24 October 2021

The Biggest Show on Earth

by Simon Richards

Every four years each nation presents itself in a competition for attention at the World Exposition. After a delay caused by COVID-19, Dubai hosts 2020 World Expo just outside the city, united under the theme of “Connecting Minds and Creating the Future.” The investment in infrastructure and services is typical of Dubai in scale, with expected crowds of 25 million over the duration of the event.  

The World Expo is a great place to witness each nation’s branding and what they stand for, as well as providing a nation’s brand with the opportunity to get a sense of its reputation through environment, behaviours, narrative, and services. Stereotypes come alive, national pride can take over, and agendas become apparent. This year’s common themes centred on sustainability, mobility, and opportunity. Yet amidst this future-focus, Ireland was one of the few pavilions taking inspiration from the past, with a story of Ireland as the island of inspiration.

As each country tries to stand out, many build on the strengths of their visual identity assets. Germany and Switzerland were both rooted in colour and shape, while America built on the iconic star, and Belgium took cues from its cartoon heritage. Others looked past their current national identity with brave new ideas, including Austria’s multi-sensorial pavilion, the UK’s striking architecture inspired by Stephen Hawking, and Bahrain’s tightly-woven design visually presenting density as opportunity. 

This visuality also helps to communicate the countries’ stories succinctly, even across languages. Visually compelling performances, such as Kazakhstan’s robot hand and dancer, can bring complex technology stories such as human and AI integration to life in a tangible 

Inside each pavilion, the fun begins. Large format screens and projection are de rigueur amidst 2020’s offerings, and immersiveness is key. Each country distils and displays its culture alongside their superstar companies which elevate its status. From a bright and atmospheric whirlwind ride through Thailand, to a dreamlike night under the stars inspired by the First Nations peoples of Australia, and America and China competing through the lens of opportunity, seeking to outdo each other in the space race, each country seeks to exhibit progressive attitudes, never forgetting the softer side of power. Visually, it is an unbelievable overload. As a source of inspiration, ideas, and expression, being able to experience the diversity of executions on the same concept in one place is a treat.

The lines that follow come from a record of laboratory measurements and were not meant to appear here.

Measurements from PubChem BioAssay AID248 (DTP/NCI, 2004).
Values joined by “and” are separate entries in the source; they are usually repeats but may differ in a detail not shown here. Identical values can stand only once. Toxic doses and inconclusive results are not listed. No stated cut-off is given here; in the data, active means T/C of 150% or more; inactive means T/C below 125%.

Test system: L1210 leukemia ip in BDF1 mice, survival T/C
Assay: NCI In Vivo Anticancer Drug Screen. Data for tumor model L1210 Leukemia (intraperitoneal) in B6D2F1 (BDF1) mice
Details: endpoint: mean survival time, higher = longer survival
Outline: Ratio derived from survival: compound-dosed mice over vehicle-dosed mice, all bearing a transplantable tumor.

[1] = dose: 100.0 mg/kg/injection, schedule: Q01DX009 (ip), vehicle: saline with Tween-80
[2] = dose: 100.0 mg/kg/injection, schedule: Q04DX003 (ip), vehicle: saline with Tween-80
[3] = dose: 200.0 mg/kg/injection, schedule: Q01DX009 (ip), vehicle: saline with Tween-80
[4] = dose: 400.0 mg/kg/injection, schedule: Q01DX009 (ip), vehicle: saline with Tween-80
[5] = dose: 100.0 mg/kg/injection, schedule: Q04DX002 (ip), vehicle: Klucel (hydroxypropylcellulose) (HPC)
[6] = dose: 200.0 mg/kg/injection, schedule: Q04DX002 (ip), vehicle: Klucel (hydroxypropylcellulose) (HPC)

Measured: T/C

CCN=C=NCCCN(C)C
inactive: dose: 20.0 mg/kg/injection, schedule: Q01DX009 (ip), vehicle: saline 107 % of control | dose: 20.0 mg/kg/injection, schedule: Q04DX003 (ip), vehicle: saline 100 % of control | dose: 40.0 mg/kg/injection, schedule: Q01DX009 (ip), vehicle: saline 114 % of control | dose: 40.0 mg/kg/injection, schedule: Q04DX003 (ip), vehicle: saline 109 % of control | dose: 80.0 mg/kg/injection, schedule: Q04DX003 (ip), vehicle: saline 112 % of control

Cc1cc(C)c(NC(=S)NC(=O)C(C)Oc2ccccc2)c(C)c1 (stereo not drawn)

The World Expo is a moment in time where a country should define their place in the world by telling the story as to why their nation is worthy of investment and tourism. A number of pavilions lose sight of this. It surprising how many narratives and stories get lost in the architecture and show stoppers. This is not about just turning up with the biggest and brightest. In contrast, the countries that truly stand out are those laser-focused on their themes. Norway’s pavilion centres on the ocean as a resource, while Estonia focuses on their digital lifestyle. 

So, what is the purpose of a country at Expo? In practical terms, it’s a balance between business, investment, and tourism. But on a larger scale it’s also an opportunity to connect the stories, values, and visions of each country as a brand. Nations should use the event as a centrepiece to revisit and reinvigorate their brand as a global destination, and take advantage of the event as a launch pad to connect government services, present innovations, and display what makes them truly unique. Although World Expo itself is a bubble, the exhibits and the opportunities they present need to connect deeply to each country at home – this is a missed opportunity. For example, how many people in Ireland know what the Irish pavilion is communicating, has a connection to it or how Ireland is portrayed on a global stage? In this way, each pavilion would go further towards each nations’ branding objectives by acting as a compass to their identity and values.

In short, the World Expo is drama, scale, and theatre personified; a grand showcase of where each country has been and a statement into their future. The crackling energy of aspiration is evident, threaded from pavilion to pavilion and forging impressions of national brands visitors, governments and decision makers will take across the globe with them. It is, quite simply, one of the biggest shows on earth.